Mars At its closest approach to Earth, Mars is the fourth brightest object in the sky after the Sun, the Moon and Venus. At approximately 142 million miles, 53% further than Earth, Mars is the fourth planet from the Sun, which it orbits every 1.88 years. It has two small satellites, Phobos and Deimos, which orbit close to the planet.

The distinct red colour of Mars, observed even by eyesight, results from its heavily oxidised surface. Its thin atmosphere (the pressure is only 0.6 % of Earth) is comprised mainly of carbon dioxide with small amounts of nitrogen, argon and oxygen. The atmosphere produces a greenhouse effect but only raises the temperature slightly. The average temperature on Mars is about –55ºC but the planet`s surface temperature ranges from –133ºC at the winter pole to 27ºC on the daylight side during summer.

Mars Terrain

Mars has some of the most varied and interesting terrain of any of the planets in the solar system. For example, Olympus Mons at 24 kilometres above the surface is the largest volcanic structure anywhere in the solar system. Its base is more than 500 kilometres in diameter and is rimmed by a cliff averaging 6 kilometres in height. Valles Marineres is a 7 kilometre deep, 4,000 kilometre long fissure that stretches a quarter of the circumference of Mars and, again, is the largest in the solar system. The polar regions of Mars are covered in ice. The northern hemisphere is less cratered than the southern which consists of relatively recent lava flows, leading scientists to believe that this surface is younger. Physical features closely resembling shorelines, gorges, riverbeds and islands suggest that large rivers once flowed on the planet.

The Orbit of Mars

Mars moves in a more elliptical orbit then the Earth, so that its distance from the Sun can range from 208 million kilometres at perihelion to 248 million kilometres at aphelion. This orbit is responsible for the significant differing surface temperatures mentioned earlier. The closest approaches to the Earth occur when Mars is both at perihelion and opposition at about the same date. Then its distance from the Earth, as in August 2003, can be as little as 56 million kilometres. When opposition occurs with Mars at aphelion the distance increases to 100 million kilometres. Through a telescope Mars appears nearly twice as large at perihelic opposition than at aphelic oppostion. Unfortunately for northern observers, perihelic oppositions occur in August and always put the planet well south of the equator and rather low in the sky. A winter opposition puts Mars higher in our sky but, being further from the Sun and Earth, it appears smaller showing less detail.

Mars missions

1960 saw the first attempted Mars missions. Several Russian and American attempts failed until in November 1964, Mariner 4 passed the planet, discovered its cratered surface, and returned 22 TV pictures. The first Mars landings were by two Russian craft during May 1971. During the same month NASA put the first artificial satellite into orbit around Mars, and took pictures of the entire surface. In 1976 two Viking craft landed on the surface and collected large quantities of quality images and data. In September 1997 NASA`s Mars Global Surveyor (MGS) entered orbit around the planet and is still providing high resolution images. A further six missions have been sent since then with three orbiters and two landers currently in operation (including the Mars Express which hosted the unfortunate British Beagle II lander with which contact was lost after landing at Christmas 2003) sending back a wealth of photographs and information. In all there have been nearly 60 attempted missions to Mars with at least another 10 planned between now and 2016. The eventual Russian and American aim is to send a human crew.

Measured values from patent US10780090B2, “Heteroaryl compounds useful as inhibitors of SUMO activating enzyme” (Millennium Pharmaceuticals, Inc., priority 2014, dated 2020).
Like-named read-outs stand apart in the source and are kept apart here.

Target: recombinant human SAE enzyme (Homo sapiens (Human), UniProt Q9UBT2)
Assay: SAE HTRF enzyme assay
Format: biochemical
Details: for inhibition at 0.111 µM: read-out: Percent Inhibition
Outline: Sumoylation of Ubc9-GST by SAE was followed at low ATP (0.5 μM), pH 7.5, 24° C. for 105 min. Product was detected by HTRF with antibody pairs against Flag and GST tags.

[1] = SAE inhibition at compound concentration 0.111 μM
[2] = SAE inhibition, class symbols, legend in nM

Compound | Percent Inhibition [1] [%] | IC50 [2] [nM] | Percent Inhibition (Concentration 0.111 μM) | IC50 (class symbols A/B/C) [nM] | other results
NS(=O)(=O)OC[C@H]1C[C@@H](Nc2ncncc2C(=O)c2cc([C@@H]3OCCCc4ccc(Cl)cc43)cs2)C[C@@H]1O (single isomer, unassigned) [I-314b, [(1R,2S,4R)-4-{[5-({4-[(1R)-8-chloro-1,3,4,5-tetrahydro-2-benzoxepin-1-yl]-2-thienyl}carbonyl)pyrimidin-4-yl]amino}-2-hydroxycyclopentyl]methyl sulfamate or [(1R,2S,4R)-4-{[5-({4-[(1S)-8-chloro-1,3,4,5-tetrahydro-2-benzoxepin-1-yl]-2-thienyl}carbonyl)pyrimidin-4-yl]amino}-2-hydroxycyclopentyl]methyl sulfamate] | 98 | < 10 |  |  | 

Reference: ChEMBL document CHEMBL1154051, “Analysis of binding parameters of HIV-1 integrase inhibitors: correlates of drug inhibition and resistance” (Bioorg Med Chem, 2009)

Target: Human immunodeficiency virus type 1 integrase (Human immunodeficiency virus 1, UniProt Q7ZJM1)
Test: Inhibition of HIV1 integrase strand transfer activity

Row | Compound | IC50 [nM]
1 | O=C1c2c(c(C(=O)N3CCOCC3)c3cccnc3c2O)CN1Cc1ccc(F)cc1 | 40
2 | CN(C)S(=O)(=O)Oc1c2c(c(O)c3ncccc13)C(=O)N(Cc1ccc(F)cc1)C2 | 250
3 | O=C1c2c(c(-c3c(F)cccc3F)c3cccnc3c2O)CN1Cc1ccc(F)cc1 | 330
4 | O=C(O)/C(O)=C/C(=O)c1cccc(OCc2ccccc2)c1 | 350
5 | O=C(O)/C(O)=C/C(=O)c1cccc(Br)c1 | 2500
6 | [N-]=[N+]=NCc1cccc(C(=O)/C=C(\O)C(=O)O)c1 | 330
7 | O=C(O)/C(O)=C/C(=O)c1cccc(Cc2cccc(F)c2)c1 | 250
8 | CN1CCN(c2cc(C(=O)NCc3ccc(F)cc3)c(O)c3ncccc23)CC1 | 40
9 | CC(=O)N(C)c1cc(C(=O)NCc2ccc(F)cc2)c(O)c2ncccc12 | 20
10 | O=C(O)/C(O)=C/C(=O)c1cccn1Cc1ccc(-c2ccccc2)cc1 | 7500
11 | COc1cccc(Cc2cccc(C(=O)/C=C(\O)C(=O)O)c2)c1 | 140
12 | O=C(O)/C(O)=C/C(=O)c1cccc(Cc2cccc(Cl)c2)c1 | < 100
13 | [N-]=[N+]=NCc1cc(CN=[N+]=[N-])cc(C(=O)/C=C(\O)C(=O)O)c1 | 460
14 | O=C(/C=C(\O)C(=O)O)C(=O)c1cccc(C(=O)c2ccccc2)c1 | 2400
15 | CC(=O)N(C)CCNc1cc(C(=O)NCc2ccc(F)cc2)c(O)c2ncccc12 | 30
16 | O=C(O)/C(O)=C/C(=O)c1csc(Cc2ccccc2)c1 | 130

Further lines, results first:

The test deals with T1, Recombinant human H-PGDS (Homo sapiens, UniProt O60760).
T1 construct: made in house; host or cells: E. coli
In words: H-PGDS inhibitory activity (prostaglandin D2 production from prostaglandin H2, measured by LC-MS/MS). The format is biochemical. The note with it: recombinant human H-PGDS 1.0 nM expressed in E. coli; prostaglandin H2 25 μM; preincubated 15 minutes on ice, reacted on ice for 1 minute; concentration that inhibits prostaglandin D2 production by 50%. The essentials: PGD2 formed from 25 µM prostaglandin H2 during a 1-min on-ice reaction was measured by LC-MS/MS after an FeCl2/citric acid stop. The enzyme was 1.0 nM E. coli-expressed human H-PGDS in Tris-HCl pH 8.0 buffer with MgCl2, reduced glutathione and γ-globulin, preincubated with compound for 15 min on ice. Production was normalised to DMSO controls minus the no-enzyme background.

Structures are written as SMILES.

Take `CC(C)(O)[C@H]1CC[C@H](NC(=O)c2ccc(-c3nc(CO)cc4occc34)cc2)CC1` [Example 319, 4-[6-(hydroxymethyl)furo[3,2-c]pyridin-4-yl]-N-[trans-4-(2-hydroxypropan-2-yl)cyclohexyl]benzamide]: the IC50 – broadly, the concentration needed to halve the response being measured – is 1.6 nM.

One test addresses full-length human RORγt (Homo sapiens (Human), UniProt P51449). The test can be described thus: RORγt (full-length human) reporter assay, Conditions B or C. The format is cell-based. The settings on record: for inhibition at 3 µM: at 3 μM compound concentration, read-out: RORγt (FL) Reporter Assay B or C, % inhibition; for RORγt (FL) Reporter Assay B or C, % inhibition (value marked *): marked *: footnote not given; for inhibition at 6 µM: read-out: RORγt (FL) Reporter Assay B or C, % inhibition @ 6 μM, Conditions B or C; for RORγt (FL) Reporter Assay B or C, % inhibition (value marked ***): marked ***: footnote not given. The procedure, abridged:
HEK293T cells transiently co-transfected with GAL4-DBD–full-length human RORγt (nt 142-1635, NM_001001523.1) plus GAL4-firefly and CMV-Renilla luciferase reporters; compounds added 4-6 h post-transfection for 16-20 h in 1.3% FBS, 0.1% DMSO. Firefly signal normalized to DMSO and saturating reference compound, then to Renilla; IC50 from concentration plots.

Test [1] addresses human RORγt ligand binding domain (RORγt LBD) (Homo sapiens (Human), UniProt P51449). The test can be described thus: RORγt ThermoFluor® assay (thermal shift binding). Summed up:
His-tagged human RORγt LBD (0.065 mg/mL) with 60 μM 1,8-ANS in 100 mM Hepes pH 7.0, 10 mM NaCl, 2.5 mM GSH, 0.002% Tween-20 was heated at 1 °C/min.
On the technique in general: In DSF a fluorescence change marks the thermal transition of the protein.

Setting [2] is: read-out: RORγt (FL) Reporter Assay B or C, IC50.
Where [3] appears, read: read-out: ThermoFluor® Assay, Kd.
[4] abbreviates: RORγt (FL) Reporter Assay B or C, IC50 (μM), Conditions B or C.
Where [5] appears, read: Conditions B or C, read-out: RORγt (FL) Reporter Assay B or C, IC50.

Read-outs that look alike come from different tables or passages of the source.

Mars mysteries

Face on Mars Before space exploration, astronomers thought they saw straight lines criss-crossing the surface, leading to the popular belief that these were irrigation canals. Late 19th and early 20th century fiction gave credence to life on Mars, later dispelled. The Face caused a further controversy and was thought to be a symmetrical object in the form of a humanoid face that could only have been `built` by intelligent beings. Now observed for more than 30 years, this crumbling edifice is now seen as native geology rather than carved by natives.

Is There a Face on Mars?
Is There a Face on Mars?

However, there are currently other strange, unexplained, curious anomalies in recent images that, some say, space agencies seem reluctant to publish or explain.

Martian Tubes

Some of these images include photographs showing what appears to be translucent tube-like ribbed structures. They appear to be partially covered by the surface terrain and partially exposed. Conspiracy theorists think they are structures built by aliens however scientists contend they are simply lava tubes near or on the planet’s surface.

Martian tubes
Martian tubes


In Roman mythology, Mars was the god of war and son of Jupiter. Mars fathered Romulus, the legendary founder of Rome, and was, therefore, himself regarded as the father of the Romans.


In terms of astrology, Mars is the planet of willpower, energy, sexual drive and aggressive behaviour. In its positive form, Mars gives a person great energy, the will to carry out daunting tasks, endurance, a strong sexual drive, an adventurous nature and an independent-minded and assertive personality. In its negative form, Mars instils recklessness, impatience, a quick temper and an argumentative and overly aggressive personality.

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